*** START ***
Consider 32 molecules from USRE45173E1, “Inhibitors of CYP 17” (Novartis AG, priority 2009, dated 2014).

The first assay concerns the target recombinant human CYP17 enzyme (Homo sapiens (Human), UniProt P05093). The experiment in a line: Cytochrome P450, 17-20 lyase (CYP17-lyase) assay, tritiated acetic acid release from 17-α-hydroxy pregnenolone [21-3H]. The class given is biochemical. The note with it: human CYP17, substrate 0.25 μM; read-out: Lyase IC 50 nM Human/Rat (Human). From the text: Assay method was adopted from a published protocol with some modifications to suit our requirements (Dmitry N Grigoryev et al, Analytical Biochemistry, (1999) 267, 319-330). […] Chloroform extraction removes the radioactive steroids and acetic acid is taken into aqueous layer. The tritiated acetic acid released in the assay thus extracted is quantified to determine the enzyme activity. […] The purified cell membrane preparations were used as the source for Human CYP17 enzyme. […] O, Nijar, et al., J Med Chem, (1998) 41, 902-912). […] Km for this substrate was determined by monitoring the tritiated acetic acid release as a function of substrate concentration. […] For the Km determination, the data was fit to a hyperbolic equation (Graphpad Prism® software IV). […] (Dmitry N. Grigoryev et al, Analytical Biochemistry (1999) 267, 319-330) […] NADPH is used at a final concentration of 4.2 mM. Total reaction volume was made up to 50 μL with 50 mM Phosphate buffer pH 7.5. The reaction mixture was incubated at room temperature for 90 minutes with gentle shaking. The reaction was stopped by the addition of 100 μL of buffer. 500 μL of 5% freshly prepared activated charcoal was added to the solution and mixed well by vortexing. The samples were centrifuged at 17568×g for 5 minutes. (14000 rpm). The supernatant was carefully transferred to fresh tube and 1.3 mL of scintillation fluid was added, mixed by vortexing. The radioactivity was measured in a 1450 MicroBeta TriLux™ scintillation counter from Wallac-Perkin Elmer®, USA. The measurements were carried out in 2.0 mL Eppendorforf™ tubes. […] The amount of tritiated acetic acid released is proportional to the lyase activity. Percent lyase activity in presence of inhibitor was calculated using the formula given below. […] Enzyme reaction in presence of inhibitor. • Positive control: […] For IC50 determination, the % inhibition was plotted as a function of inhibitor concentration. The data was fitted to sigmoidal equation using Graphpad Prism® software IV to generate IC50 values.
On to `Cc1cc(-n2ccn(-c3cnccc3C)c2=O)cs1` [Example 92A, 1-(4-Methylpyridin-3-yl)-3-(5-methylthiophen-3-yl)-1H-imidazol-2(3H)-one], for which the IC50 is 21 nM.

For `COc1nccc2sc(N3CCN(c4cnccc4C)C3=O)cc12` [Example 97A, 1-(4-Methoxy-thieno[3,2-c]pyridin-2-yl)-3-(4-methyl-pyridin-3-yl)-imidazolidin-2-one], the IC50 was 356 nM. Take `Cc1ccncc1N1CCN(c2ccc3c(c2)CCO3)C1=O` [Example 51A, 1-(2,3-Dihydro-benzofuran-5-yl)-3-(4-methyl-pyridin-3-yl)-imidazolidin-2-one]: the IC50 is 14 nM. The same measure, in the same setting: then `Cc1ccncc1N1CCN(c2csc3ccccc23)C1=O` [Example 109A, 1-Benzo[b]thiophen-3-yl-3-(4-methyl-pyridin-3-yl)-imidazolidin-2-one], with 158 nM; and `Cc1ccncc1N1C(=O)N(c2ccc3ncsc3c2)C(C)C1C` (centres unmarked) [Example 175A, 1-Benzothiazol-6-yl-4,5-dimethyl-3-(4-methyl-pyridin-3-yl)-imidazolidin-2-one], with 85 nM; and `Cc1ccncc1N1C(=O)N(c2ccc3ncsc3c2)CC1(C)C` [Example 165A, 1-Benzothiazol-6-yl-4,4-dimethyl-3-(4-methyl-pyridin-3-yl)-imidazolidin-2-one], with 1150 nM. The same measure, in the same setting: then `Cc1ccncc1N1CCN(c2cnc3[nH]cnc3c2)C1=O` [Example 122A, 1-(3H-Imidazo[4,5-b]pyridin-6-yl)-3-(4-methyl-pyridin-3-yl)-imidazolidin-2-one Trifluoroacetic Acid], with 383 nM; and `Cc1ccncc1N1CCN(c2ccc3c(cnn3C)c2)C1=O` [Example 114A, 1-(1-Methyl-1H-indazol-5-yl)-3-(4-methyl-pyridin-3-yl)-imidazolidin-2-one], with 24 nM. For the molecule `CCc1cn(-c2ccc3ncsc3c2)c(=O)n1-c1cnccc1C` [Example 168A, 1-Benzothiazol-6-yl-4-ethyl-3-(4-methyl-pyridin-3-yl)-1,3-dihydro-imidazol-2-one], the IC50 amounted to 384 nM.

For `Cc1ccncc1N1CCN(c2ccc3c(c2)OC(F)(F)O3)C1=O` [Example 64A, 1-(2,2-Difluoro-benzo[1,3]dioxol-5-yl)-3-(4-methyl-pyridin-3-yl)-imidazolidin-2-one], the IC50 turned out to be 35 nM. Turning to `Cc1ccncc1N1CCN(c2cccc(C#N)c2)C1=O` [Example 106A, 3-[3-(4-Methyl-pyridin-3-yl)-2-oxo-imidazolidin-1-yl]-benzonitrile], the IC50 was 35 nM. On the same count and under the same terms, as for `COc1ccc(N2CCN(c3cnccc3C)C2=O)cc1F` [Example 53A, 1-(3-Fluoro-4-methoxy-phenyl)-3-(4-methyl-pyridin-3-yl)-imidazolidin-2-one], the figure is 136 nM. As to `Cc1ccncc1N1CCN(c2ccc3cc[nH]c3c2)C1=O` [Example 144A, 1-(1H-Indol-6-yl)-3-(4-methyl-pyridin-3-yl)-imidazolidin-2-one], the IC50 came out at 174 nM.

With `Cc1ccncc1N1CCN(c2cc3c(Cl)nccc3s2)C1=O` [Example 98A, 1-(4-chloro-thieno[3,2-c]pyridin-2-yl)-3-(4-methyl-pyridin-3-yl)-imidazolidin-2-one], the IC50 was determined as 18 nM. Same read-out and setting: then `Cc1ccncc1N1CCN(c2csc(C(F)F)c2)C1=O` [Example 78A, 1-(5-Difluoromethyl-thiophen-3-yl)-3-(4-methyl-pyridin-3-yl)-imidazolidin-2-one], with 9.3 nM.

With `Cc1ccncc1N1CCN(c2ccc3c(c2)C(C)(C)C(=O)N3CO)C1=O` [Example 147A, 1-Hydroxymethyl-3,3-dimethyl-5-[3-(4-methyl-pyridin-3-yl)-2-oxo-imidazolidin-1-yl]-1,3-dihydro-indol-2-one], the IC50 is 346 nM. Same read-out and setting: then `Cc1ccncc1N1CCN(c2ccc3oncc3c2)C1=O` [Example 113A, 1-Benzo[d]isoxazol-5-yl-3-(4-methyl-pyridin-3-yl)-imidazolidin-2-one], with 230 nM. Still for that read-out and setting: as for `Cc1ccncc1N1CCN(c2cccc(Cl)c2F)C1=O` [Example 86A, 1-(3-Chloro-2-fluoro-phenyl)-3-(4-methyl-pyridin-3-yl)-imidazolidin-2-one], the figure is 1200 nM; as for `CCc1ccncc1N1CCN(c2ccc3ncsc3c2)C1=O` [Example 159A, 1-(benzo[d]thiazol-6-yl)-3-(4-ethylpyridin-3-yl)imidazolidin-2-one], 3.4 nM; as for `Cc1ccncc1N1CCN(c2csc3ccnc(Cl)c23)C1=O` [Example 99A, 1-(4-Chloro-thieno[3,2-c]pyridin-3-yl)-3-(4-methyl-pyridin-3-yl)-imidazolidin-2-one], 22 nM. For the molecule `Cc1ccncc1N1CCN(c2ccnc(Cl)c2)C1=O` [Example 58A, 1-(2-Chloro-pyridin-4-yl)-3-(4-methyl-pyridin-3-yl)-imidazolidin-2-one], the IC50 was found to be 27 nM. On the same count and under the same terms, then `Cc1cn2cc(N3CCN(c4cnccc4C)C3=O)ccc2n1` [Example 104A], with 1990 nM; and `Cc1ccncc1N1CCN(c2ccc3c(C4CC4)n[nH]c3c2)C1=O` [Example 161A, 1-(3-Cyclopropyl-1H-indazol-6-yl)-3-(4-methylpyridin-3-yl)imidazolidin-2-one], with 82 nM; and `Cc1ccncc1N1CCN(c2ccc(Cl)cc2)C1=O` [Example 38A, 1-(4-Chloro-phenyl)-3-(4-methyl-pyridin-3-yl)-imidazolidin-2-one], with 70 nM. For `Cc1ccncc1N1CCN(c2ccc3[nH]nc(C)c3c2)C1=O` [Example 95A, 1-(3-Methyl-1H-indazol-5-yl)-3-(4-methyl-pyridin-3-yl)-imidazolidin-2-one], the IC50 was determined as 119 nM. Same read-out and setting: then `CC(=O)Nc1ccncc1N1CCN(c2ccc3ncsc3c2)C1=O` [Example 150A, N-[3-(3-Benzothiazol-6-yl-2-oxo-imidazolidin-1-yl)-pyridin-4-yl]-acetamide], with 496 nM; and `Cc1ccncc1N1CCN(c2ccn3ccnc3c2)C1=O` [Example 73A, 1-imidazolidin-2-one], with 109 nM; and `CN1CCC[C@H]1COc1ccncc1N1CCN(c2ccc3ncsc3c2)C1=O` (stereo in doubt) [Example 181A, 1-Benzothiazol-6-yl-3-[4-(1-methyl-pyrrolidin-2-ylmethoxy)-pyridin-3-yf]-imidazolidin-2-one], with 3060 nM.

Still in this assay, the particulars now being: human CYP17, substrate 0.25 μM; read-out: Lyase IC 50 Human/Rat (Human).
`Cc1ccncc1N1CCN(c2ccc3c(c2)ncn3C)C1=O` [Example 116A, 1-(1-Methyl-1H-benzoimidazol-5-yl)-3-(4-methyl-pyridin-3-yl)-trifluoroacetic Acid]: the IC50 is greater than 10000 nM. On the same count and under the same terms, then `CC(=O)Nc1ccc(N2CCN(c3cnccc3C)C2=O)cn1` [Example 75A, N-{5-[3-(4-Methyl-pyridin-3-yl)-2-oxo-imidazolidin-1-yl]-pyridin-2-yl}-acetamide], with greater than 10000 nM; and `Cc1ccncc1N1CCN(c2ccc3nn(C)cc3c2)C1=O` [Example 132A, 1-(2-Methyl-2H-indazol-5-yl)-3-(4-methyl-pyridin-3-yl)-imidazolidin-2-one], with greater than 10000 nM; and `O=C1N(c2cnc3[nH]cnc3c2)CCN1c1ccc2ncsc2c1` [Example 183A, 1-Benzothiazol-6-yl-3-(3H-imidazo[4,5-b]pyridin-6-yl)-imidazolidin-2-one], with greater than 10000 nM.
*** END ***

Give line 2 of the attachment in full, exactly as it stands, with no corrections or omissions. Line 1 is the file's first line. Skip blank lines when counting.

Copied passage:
The first assay concerns the target recombinant human CYP17 enzyme (Homo sapiens (Human), UniProt P05093). The experiment in a line: Cytochrome P450, 17-20 lyase (CYP17-lyase) assay, tritiated acetic acid release from 17-α-hydroxy pregnenolone [21-3H]. The class given is biochemical. The note with it: human CYP17, substrate 0.25 μM; read-out: Lyase IC 50 nM Human/Rat (Human). From the text: Assay method was adopted from a published protocol with some modifications to suit our requirements (Dmitry N Grigoryev et al, Analytical Biochemistry, (1999) 267, 319-330). […] Chloroform extraction removes the radioactive steroids and acetic acid is taken into aqueous layer. The tritiated acetic acid released in the assay thus extracted is quantified to determine the enzyme activity. […] The purified cell membrane preparations were used as the source for Human CYP17 enzyme. […] O, Nijar, et al., J Med Chem, (1998) 41, 902-912). […] Km for this substrate was determined by monitoring the tritiated acetic acid release as a function of substrate concentration. […] For the Km determination, the data was fit to a hyperbolic equation (Graphpad Prism® software IV). […] (Dmitry N. Grigoryev et al, Analytical Biochemistry (1999) 267, 319-330) […] NADPH is used at a final concentration of 4.2 mM. Total reaction volume was made up to 50 μL with 50 mM Phosphate buffer pH 7.5. The reaction mixture was incubated at room temperature for 90 minutes with gentle shaking. The reaction was stopped by the addition of 100 μL of buffer. 500 μL of 5% freshly prepared activated charcoal was added to the solution and mixed well by vortexing. The samples were centrifuged at 17568×g for 5 minutes. (14000 rpm). The supernatant was carefully transferred to fresh tube and 1.3 mL of scintillation fluid was added, mixed by vortexing. The radioactivity was measured in a 1450 MicroBeta TriLux™ scintillation counter from Wallac-Perkin Elmer®, USA. The measurements were carried out in 2.0 mL Eppendorforf™ tubes. […] The amount of tritiated acetic acid released is proportional to the lyase activity. Percent lyase activity in presence of inhibitor was calculated using the formula given below. […] Enzyme reaction in presence of inhibitor. • Positive control: […] For IC50 determination, the % inhibition was plotted as a function of inhibitor concentration. The data was fitted to sigmoidal equation using Graphpad Prism® software IV to generate IC50 values.